Today's game is a madcap medical merry-go-round that is not only a computer game that can be played for "fun" - although the amount of fun you'll get out of it is limited at best - but which can also teach children the valuable life-lesson that touching used syringes or giant discarded scalpels will lead to almost immediate death. A public information film masquerading as an 8-bit home computer game, it's Genesis Software's 1987 ZX Spectrum NHS-em-up Bloody!
A small green demon falls in love with a nurse wearing a bin bag as a hat. I don't think she's a real nurse. That can't be a regulation uniform unless she works at St. Ann Summers hospital, and any real healthcare professional would avoid standing in a pool of blood. That syringe should be in a sharps box, not lying on the floor of the ward.
Full disclosure - I'm writing about Bloody thanks to stumbling across its cover art while working on the Spooky Computer Game Covers article. It's a striking image, I'm sure you'll agree, and I just had to know what kind of game could be responsible for the artist capturing its essence as a hypoxic cat head menacing a surgeon. My immediate thought was "not the good kind," but we'll see how that pans out as I play the game.
Like seemingly every Spectrum game I write about, Bloody is a hover-and-dodge adventure with a ridiculously strict difficulty level and the ability to fly instead of jumping like any self-respecting platform hero. You play as the creature in the middle of the screen, some mixture of a Mogwai, ALF and one of those kid's pop guns that fire ping-pong balls. You fly your gremlin around the screen, avoiding as many things as you can, while striving to move to the right. Your character can launch projectiles out of his mouth / snout / face-hole to destroy enemies. So far so standard, but the real question is why?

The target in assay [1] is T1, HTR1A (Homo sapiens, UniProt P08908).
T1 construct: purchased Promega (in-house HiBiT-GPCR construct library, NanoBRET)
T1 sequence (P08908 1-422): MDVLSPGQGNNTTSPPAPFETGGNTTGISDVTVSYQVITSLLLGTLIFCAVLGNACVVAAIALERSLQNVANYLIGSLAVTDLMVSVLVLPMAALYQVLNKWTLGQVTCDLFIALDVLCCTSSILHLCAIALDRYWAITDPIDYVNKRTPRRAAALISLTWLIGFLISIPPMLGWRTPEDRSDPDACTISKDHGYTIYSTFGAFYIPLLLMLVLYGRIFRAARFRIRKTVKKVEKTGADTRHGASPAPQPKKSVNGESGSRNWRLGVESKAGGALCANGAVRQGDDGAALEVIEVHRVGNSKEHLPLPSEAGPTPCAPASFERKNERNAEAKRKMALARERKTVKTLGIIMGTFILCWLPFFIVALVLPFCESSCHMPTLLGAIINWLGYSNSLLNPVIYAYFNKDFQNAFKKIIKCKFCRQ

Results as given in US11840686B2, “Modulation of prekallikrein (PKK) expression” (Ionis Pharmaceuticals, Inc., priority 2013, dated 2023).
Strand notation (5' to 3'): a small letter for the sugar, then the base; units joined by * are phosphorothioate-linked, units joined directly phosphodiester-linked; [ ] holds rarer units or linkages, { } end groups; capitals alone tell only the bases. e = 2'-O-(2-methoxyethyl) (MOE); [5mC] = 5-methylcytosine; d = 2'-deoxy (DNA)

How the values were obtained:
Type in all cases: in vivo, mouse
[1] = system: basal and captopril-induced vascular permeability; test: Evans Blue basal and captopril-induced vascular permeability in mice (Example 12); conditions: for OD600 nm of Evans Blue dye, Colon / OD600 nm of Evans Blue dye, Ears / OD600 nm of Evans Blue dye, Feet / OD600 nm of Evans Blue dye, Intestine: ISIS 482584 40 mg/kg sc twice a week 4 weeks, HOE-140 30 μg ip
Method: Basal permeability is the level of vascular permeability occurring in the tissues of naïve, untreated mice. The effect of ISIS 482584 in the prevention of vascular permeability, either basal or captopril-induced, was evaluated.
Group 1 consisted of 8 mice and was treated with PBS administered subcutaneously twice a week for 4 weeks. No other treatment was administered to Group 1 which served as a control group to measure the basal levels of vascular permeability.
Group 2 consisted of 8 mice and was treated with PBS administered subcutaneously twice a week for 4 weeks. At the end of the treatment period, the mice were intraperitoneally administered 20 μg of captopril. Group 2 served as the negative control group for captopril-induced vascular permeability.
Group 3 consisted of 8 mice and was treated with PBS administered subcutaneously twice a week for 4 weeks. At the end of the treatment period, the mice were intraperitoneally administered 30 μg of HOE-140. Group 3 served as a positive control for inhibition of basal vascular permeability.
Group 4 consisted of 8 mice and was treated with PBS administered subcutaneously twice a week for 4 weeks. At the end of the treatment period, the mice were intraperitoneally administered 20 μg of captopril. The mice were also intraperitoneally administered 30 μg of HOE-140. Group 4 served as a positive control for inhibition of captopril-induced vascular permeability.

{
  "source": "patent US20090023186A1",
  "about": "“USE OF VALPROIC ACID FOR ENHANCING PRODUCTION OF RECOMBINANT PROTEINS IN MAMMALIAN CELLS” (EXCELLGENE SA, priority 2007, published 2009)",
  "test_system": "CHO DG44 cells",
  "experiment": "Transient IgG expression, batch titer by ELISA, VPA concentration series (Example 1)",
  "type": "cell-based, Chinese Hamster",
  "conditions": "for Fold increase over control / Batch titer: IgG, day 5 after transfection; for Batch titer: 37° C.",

To answer that, I turned to Bloody's instructions. Now, Bloody is a Spanish game, but thanks to a combination of Google Translate and the tattered remnants of my Spanish GCSE, I just about managed to figure out the story. You character is actually called Bloody, and he's an alien from space, not a grotesque devil from Hell as the cover art would suggest. Bloody takes a trip to the Solar System, where his sensors detect life. This is great for Bloody, because he's hungry and the only thing he eats is animal blood. That's right, Bloody's name is the equivalent of me calling myself Colonically Unhealthy Processed Meat. Anyway, Bloody locates a veritable feast in the form of General Hospital's blood bank. The translation gets a bit fuzzy here, but I think there's also something about Bloody falling in love with Patricia Perez, the nurse in charge of the blood bank. So, the aim of Bloody is to help an extraterrestrial vampire fight his way through a nightmare hospital so he can drink up all the vital human blood meant for extremely ill people, and possibly to get laid. It's not what I was expecting from the cover art, granted, but as a slice of unexpected weirdness I'll grab it with both hands.
If War of the Worlds has taught us anything, besides the chances of anything coming from Mars being a million to one, it's that aliens are not adapted to handle the disgusting germ-riddled atmosphere of Earth. This proves to be true for Bloody, and as he makes his way through the hospital his gravest danger comes from disease. You can see a disease in the screenshot above, it's the depressed space hopper with an S on the front. Touching one of these causes Bloody to contract a randomly-assigned illness, denoted by the colour of the cell at the bottom of the screen. If you don't cure Bloody's illness quickly enough, he dies - and he doesn't just die, it's game over regardless of how many lives you had left. Don't worry about forgetting that he's ill, though: the developers thoughtfully made the outer borders of the screen flash in a manner that should worry any photosensitive epileptics playing when Bloody is about to peg it.